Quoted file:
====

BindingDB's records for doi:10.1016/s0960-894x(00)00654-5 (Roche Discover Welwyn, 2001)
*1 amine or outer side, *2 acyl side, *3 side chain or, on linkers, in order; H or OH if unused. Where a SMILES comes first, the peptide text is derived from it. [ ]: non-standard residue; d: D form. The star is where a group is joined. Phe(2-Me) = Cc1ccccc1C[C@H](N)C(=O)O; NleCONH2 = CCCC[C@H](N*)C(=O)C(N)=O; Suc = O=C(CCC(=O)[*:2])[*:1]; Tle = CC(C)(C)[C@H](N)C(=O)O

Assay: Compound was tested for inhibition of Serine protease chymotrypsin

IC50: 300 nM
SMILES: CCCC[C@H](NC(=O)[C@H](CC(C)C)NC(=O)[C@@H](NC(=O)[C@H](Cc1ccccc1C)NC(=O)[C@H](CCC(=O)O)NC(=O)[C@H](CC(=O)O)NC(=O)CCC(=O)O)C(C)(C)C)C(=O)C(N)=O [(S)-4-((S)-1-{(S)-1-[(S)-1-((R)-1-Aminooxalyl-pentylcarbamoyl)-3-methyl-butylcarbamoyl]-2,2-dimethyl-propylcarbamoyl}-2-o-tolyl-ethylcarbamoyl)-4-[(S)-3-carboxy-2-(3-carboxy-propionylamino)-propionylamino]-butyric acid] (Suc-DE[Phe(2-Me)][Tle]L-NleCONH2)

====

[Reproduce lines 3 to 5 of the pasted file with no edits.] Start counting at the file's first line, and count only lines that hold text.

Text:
Assay: Compound was tested for inhibition of Serine protease chymotrypsin

IC50: 300 nM
SMILES: CCCC[C@H](NC(=O)[C@H](CC(C)C)NC(=O)[C@@H](NC(=O)[C@H](Cc1ccccc1C)NC(=O)[C@H](CCC(=O)O)NC(=O)[C@H](CC(=O)O)NC(=O)CCC(=O)O)C(C)(C)C)C(=O)C(N)=O [(S)-4-((S)-1-{(S)-1-[(S)-1-((R)-1-Aminooxalyl-pentylcarbamoyl)-3-methyl-butylcarbamoyl]-2,2-dimethyl-propylcarbamoyl}-2-o-tolyl-ethylcarbamoyl)-4-[(S)-3-carboxy-2-(3-carboxy-propionylamino)-propionylamino]-butyric acid] (Suc-DE[Phe(2-Me)][Tle]L-NleCONH2)